Warrant Officer Stanley David. Age 91
A schoolboy at the outbreak of war, Stanley signed up for the fastest route to active service as an RAF Air Gunner. Excelling at the task Stanley was selected for SOE operations flying French Resistance agents into occupied France from North Africa.
These missions were so secret they were only declassified in 1997.
Stanley was interviewed at his home in Littlehampton, West Sussex, England on Wednesday 17th August 2016
Stanley can you tell me a little about your background. My mother I think was born in Poland, my father I couldn’t tell you, I have no idea where he was born, what he did, anything like that, he was a complete enigma, most peculiar, I think my father was Romanian.
My middle name is Maurice I don’t know where the hell my mother and father got that name from, I didn’t even have the sense to ask them, I hated that name
I was born in Goulton Road, Hackney, under Bow bells. We left Hackney in 1928 and then we moved to Golders Green. I went to school in Wessex Gardens in Golders Green. Then on to Christ college Finchley I got a scholarship there, I did very well the first two years, but then the war started to come on to me, in my third year I lost interest.
I just wanted to get in the war, that was my one and true aim, to get in the bloody war, to fight the Germans.
I left school when I was 15, I became a messenger and then of course when I was 18 I was called up and I joined up in March 1943.
When I went in to see the recruiter, I said “I want to be in the Air Force and I want to be an Air Gunner”, and that was it, I knew the course was only three months. All the other courses were six months, nine months, a year; I didn’t want that, I wanted to get in the quickest way in to fight the bloody Germans.
I got my air gunners badge in June ’43. I volunteered for everything.
I went to ACR (Air Crew Receiving Centre) then after that to train as an air gunner I went to Stormy Downs in South Wales. I was on a course of 60 odd men and I got the fourth highest rating which was very good.
We used to fire at the drogues and I got the best percentage firing at the drogues so I was happy, I was doing a good job.
We were crewed up in Rufforth, Yorkshire. That’s where we did our training and then we started doing low level flying there. I was right in the front of the aircraft I used to love it. Low level through the rivers and in between the mountains.
I didn’t know at the time but I’m sure my skipper knew what was going to happen because that’s what we went on to do.
After Rufforth we flew down to Blida in North Africa. I think I started doing my first operations in January 1944 with 624 Special Duties Squadron.
We didn’t know a lot of what was happening because we were completely cut off. We knew that it was important but we weren’t allowed to speak to anybody. You didn’t speak to other crews about it, even my pilot didn’t know where we were going, and the only person that knew was the navigator.
It was agent dropping and supply over the Pyrenees. We had to go down to 300 – 500 feet because the French always used to choose the most difficult areas so the Germans wouldn’t find them. We didn’t get any trouble with the German fighters but we got a lot of trouble with the ack ack and also the mountains
Were you dropping agents in by parachute. Oh yes. 500-600 feet, quite low for a parachute drop, but don’t forget the wind takes it.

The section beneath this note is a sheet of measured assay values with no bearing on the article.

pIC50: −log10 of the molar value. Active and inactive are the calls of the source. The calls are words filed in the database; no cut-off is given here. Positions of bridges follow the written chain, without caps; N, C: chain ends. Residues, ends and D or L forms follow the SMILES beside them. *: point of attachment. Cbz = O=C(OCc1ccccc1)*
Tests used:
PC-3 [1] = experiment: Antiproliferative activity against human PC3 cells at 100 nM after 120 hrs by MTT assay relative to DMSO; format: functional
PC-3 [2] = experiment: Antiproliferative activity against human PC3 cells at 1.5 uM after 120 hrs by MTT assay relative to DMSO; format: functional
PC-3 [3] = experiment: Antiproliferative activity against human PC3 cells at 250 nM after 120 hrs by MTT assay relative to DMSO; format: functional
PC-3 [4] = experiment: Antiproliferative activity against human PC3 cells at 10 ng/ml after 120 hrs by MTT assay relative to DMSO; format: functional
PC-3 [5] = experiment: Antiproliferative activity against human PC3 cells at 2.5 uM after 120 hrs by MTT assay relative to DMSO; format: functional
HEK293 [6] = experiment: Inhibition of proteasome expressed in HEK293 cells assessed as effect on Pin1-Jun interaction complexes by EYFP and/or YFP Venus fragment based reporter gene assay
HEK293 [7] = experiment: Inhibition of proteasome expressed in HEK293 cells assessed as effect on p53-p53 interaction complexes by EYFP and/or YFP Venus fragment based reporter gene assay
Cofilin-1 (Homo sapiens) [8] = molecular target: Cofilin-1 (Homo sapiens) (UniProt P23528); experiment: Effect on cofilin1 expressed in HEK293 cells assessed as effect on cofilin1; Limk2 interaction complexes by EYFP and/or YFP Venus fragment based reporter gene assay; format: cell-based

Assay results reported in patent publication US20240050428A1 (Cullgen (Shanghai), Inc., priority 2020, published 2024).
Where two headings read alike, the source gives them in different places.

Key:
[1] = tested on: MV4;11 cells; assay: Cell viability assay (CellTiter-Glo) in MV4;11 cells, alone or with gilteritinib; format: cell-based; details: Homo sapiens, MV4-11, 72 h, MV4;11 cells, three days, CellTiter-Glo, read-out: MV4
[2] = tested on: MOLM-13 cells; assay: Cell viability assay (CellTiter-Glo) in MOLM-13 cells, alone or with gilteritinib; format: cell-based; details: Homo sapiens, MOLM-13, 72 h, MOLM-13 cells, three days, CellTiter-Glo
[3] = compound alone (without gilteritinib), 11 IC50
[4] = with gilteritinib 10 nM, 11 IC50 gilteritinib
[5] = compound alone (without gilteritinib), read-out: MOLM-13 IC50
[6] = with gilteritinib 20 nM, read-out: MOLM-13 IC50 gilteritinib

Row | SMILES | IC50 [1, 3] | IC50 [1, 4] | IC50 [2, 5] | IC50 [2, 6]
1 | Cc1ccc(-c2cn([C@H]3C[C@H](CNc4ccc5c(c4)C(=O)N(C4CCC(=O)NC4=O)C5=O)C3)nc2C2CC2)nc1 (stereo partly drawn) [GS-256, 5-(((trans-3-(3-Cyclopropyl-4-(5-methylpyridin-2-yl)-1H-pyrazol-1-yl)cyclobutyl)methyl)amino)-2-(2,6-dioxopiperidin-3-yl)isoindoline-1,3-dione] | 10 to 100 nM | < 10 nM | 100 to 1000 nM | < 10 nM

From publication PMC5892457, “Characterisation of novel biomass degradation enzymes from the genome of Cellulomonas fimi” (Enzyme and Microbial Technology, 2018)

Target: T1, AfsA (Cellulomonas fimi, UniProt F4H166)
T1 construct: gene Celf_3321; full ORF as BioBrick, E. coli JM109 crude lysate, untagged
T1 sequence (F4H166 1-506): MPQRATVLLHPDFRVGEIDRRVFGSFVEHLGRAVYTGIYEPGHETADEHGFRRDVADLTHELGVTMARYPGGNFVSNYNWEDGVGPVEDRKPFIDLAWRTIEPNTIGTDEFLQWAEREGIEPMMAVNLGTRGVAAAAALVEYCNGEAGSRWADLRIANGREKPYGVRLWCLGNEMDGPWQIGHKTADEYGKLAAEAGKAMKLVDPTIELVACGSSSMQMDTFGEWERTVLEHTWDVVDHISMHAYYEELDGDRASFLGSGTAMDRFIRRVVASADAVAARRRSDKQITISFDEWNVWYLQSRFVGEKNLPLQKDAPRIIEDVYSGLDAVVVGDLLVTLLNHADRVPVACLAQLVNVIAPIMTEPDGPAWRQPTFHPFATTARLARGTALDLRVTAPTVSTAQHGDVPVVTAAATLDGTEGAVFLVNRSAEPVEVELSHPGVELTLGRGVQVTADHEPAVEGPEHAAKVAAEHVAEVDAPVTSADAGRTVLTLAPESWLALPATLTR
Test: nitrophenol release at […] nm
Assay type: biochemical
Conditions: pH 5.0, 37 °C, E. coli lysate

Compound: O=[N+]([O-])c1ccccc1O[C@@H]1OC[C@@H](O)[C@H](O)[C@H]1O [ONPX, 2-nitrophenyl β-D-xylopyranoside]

When we went over to Blida in Algeria, flying Halifax’s and Stirling’s. They knocked out the mid-upper turret because we had an exit hatch to drop the agents and packages underneath.
We did our jump training with the Americans at Camp de Mar where they taught the agents how to jump. Camp de Mar was a little place, but the food was out of this world. Oh my God, it was worthwhile doing it for the food. The Americans were so well fed, for four days I was so well fed, to go back to bacon, it wasn’t even bacon it was bloody awful spam, corned beef.
I was jumping with some of these women that were training to be agents. The instructor said that I would have to be first to set an example to the rest. Standing at the door I was able to collect my thoughts. The instructor shouted “Ho” and slapped my back. My landing was far from brilliant; the American T Type chutes were difficult to manoeuver, but all I broke was a watch.
The next day I was in the second stick and was able to observe the female agents jumping first.
Unfortunately, one just slid out the door and was holding onto the ledge from outside the aircraft. The instructor stamped on her hands until she finally let go.
They say that women can’t stand pain. Women can stand pain more than men; by God, they were tough sticks, really tough.
My son he’s always trying to give me different things for my birthday. For my 80th birthday, he said “Dad I’ve got something for you, how do feel about making a sky dive?” I said I’d love it so, I did the necessary training because it’s a bit different from a wartime parachute jump, you’re with an instructor and you’re strapped to him. We got out at 14,500 feet with a 40 second free-fall, then the instructor pulls the rip cord and that was it, fantastic, out of this world and the weather was good.
Was there a high point for you during the war. It was all really high. I remember once we got caught in a master Searchlight. We were on our own at about 12,000 feet and we got caught by this master searchlight. We got coned by about 10 or 12 searchlights and that’s when they stared firing at us.
Ack Ack, that was a little bit naughty, lets put it that way, you have to corkscrew out of it. My pilot was superb, he was a brilliant pilot, the navigator was second to none, he was brilliant, because to fly over the Pyrenees you didn’t have any landmarks or anything to go by. Everything looked the same.
Any low points. We were due to drop an agent, he was a French Canadian and on the way there we had a little chat, I’ve forgotten his name, and we couldn’t find the target, so we didn’t drop him.
On the way back I said to him I think I’m going into Algiers for a weekend on a 48 hour pass, he said if you don’t mind I’d like to come with you.